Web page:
Another matter common across all jurisdictions is that they all provide for an out clause to set aside or adjust marital agreements if they are unfair or unjust. There are varying degrees of when the courts will interfere. Some countries apply what Jens Scherpe describe as a simple fairness test in determining whether to set aside a contract. This includes countries such as England, Wales, Singapore, Ireland, Scotland, Austria, Spain, Netherlands and Australia. Other countries like New Zealand and the United States apply a qualified fairness test whereby the unfairness has to be at a serious level before the courts will intervene. In practice, Jen Scherpe shows there is little gain by qualifying a fairness test as a general fairness test can have a high threshold even without including words such as “serious”. What is really crucial is to identify what the content of what an unfairness really is.

In the concluding part of the book Jen Scherpe very helpfully sets out the core elements of unfairness. The first, which applies across all jurisdictions, is a change of circumstances, particularly circumstances which could not be foreseen. There is also a common thread that contracting out of sharing property is generally permissible and fair. This is to be compared with contracting out of need or compensation requirements, which is generally seen as not fair.

The book makes a distinction between pre-nuptial and other post- nuptial agreements when the future is uncertain, as compared with separation agreements, which are a result of the parties at the time of divorce settling all their property and financial matters. Because there is more certainty, the latter such agreements are seen to be less reviewable than those when the situation is more uncertain. It is seen to be fair to hold the parties to the agreement if they entered into it in full knowledge of the circumstances and consequences.

Procedural fairness is an essential part of contracting out provisions and the idea behind it is to make sure each party is making a fully informed and conscious choice and in that sense exercising their full autonomy.

The book rightly concludes that cast iron pre-nuptial and post-nuptial agreements which would be enforced no matter what happens in the future (provided procedural safeguards are fulfilled) can never be absolutely guaranteed. Some countries provide more certainty than others and are closer to the cast-iron position. The bottom line is that marital agreements are likely to be deemed unfair and unconscionable if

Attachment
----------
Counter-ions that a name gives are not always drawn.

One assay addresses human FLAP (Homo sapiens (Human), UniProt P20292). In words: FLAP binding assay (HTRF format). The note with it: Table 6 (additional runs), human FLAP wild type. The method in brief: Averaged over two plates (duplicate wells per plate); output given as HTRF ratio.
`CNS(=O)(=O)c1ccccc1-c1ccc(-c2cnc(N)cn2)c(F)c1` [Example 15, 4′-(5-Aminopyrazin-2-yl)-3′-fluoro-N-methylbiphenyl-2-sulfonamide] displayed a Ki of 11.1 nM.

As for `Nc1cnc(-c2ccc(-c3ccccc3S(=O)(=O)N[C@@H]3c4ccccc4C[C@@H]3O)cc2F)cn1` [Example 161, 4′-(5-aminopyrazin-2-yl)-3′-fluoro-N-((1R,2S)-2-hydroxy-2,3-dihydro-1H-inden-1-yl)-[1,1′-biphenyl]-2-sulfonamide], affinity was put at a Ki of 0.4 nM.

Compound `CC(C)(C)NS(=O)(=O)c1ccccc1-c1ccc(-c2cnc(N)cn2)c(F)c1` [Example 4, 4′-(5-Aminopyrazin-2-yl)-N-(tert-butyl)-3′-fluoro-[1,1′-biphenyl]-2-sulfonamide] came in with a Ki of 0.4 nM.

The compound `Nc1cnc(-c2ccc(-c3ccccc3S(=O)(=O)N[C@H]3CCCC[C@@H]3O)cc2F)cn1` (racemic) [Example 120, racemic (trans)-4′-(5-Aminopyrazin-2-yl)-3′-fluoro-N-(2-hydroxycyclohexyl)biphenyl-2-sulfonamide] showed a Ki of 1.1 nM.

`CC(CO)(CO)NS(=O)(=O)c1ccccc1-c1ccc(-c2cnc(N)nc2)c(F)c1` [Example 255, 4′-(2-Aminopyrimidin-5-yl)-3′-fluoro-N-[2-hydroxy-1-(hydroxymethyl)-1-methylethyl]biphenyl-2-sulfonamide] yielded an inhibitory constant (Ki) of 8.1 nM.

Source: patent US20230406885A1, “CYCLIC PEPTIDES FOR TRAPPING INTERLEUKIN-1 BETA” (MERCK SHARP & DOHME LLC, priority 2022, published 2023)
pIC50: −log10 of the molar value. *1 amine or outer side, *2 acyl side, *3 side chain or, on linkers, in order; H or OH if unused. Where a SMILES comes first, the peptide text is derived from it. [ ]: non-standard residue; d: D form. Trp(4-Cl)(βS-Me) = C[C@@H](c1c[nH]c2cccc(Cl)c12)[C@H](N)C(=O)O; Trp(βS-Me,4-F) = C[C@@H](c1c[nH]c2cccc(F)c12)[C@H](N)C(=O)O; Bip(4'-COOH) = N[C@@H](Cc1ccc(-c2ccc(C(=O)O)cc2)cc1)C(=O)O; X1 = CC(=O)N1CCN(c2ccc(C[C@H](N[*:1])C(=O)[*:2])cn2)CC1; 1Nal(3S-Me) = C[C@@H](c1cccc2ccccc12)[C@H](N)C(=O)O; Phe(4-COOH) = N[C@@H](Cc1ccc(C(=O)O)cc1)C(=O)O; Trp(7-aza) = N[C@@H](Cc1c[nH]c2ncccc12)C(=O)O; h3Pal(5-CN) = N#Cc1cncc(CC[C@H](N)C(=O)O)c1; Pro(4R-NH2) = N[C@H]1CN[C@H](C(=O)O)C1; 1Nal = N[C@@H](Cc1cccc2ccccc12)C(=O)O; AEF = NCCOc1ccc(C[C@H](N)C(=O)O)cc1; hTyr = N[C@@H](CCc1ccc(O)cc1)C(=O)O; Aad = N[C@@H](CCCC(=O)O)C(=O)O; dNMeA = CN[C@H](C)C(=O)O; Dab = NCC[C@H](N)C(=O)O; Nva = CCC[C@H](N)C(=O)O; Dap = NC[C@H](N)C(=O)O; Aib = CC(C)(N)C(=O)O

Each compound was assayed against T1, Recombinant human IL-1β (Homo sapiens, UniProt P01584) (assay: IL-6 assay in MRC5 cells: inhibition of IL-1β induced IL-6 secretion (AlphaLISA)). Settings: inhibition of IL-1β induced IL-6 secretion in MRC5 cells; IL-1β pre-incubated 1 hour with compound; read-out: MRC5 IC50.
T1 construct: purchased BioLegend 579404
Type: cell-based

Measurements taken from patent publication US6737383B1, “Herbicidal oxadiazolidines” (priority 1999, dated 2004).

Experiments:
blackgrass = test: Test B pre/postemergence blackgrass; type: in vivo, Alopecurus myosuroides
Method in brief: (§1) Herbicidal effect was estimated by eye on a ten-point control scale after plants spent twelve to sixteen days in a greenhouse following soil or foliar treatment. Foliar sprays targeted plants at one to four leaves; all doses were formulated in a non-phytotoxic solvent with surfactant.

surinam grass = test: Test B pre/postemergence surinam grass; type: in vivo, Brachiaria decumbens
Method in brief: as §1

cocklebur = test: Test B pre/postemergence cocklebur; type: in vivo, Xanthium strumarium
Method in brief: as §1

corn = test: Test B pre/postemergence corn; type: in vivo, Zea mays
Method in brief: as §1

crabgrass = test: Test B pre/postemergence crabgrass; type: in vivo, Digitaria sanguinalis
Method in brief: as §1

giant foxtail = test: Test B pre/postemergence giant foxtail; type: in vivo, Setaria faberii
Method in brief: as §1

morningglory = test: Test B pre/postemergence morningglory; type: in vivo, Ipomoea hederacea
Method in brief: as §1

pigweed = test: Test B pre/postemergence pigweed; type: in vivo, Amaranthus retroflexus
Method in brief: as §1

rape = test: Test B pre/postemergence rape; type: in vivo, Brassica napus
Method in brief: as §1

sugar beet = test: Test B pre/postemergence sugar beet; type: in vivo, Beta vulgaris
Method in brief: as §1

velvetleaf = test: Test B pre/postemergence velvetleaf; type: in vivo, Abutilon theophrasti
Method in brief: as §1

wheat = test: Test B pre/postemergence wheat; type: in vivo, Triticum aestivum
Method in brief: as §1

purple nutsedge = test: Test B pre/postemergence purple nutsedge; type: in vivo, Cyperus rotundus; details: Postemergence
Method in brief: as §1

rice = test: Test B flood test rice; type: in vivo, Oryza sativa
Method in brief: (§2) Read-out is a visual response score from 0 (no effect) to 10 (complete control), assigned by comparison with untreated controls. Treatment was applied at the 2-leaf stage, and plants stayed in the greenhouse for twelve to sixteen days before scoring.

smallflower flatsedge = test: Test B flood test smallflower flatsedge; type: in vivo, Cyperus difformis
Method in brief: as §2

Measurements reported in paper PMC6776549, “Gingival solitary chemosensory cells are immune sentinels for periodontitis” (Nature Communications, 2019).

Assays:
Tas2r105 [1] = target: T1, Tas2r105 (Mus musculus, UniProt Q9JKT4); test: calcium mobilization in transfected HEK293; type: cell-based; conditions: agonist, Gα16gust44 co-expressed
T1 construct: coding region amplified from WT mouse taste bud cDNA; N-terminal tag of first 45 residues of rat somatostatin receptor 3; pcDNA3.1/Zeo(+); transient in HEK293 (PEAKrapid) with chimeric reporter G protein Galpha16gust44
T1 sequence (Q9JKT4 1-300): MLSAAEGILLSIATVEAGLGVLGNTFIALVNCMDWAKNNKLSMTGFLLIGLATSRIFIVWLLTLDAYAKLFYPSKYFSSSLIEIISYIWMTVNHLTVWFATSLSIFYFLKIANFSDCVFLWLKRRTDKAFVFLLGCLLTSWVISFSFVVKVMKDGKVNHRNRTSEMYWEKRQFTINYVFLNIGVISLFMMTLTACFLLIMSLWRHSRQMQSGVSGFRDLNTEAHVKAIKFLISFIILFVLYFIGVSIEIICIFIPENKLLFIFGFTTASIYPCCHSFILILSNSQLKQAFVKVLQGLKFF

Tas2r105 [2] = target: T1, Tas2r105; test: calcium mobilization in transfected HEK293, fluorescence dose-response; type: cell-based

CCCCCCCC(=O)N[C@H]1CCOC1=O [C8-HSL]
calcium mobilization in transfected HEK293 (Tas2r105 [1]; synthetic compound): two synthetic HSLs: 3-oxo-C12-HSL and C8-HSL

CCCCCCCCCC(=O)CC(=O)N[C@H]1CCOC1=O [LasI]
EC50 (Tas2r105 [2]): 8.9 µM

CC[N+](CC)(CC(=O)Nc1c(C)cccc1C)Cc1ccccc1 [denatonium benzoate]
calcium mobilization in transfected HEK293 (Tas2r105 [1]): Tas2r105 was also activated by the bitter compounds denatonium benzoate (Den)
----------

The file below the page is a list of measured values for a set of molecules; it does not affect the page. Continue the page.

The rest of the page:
Marital Agreements and Private Autonomy in Comparative Perspective


the needs of the spouses and their children are not met and where there is insufficient compensation or disadvantages suffered by one spouse because of the marriage, particularly as a result of the division of labour in the relationship. This overall conclusion is particularly heartening as it reinforces core values of family law, which are generally to protect the vulnerable at the time of separation and to make sure that the outcome reflects what has actually happened in the relationship.

I hope that judges, lawyers and members of the public read this book widely. Its thoroughness and clarity as to what the choices are means that it will be the leading book to refer to whenever the scope of marital agreements are debated in the courts. Hart Publishing, as always, is to be congratulated for the highly professional way the book has been produced. The quality of the type, footnoting and overall binding of the book add to the long-lasting nature the ideas in this book will have.

Mark Henaghan, Faculty of Law, University of Otago.